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Row over decree on drinks in Qatar

A religious decree allowing consumption of drinks that contain small quantities of alcohol, which is prohibited in Islam, has sparked a controversy in Qatar.

world Updated: Apr 14, 2008 02:17 IST

A religious decree allowing consumption of drinks that contain small quantities of alcohol, which is prohibited in Islam, has sparked a controversy in Qatar.

Qatar-based cleric Yousuf Al Qaradawi issued the religious edict last week sanctioning 0.5 per cent of alcohol in a drink.

The Egypt-born scholar, who chairs the International Organisation of Islamic Ulema (legislators), said such a small amount of alcohol is allowed because it does not cause intoxication. However, he specified the drink should be naturally fermented, according to a report in Gulf News.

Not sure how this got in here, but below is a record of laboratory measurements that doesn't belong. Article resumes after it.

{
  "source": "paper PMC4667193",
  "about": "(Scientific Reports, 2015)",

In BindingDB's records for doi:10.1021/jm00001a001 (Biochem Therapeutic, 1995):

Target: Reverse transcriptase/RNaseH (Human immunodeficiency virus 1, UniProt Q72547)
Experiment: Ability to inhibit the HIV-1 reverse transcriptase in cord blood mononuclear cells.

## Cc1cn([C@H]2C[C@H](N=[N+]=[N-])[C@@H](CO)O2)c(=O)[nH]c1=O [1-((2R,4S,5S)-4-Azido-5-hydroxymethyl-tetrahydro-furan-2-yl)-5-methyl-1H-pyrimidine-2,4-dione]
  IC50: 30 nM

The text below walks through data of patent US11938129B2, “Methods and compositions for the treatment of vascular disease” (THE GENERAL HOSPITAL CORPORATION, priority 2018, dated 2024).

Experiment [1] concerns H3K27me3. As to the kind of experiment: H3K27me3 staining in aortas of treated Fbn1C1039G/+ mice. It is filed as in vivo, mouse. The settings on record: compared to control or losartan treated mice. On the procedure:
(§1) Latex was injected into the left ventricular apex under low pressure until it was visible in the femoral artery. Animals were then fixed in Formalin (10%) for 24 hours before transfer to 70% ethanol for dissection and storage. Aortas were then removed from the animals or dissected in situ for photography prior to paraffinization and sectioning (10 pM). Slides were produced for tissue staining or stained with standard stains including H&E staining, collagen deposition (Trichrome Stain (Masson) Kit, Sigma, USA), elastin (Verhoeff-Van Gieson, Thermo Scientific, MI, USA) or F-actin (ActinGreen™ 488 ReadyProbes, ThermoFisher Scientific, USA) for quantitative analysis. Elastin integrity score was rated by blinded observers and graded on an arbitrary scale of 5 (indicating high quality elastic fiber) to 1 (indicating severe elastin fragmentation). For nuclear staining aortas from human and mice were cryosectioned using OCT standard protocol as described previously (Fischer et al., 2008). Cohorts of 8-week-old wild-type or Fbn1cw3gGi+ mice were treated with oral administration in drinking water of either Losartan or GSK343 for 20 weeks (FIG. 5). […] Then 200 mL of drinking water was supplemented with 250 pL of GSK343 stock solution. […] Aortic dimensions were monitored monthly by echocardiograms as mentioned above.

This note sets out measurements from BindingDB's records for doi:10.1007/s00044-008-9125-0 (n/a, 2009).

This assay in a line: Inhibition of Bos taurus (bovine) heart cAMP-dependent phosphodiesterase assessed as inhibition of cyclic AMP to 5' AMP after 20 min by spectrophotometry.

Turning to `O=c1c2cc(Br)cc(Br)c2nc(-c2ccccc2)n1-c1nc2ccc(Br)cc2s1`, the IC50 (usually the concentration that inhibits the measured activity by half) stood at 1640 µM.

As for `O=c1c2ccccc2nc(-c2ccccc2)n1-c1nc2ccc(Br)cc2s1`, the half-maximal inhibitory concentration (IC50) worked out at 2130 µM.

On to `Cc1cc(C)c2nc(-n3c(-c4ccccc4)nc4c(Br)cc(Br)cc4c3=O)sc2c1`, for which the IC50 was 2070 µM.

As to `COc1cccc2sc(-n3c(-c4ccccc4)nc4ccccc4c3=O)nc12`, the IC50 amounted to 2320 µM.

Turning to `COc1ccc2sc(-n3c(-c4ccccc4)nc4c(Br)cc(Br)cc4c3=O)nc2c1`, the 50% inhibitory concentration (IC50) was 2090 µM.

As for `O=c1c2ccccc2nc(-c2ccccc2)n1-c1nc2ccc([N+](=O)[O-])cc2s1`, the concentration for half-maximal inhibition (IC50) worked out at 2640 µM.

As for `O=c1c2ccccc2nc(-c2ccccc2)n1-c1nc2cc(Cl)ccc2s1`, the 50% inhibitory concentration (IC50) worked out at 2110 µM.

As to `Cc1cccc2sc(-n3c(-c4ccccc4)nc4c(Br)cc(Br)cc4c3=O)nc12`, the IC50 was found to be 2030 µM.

"An alcohol volume of up to 5/1000 or 0.5 per cent in a drink has no significance in making it haram (prohibited). It is a very small quantity, especially if it results from natural fermentation and is not manufactured," according to the 'fatwa'.

The 78-year old scholar issued the edict in reply to public queries over the distribution of energetic drinks and food items containing small quantities of alcohol, which are available in the local market.

Editor in chief of Qatar's leading Arabic daily Al Sharq strongly argued against Al Qaradawi fatwa accusing him of stirring "confusion" among Muslims.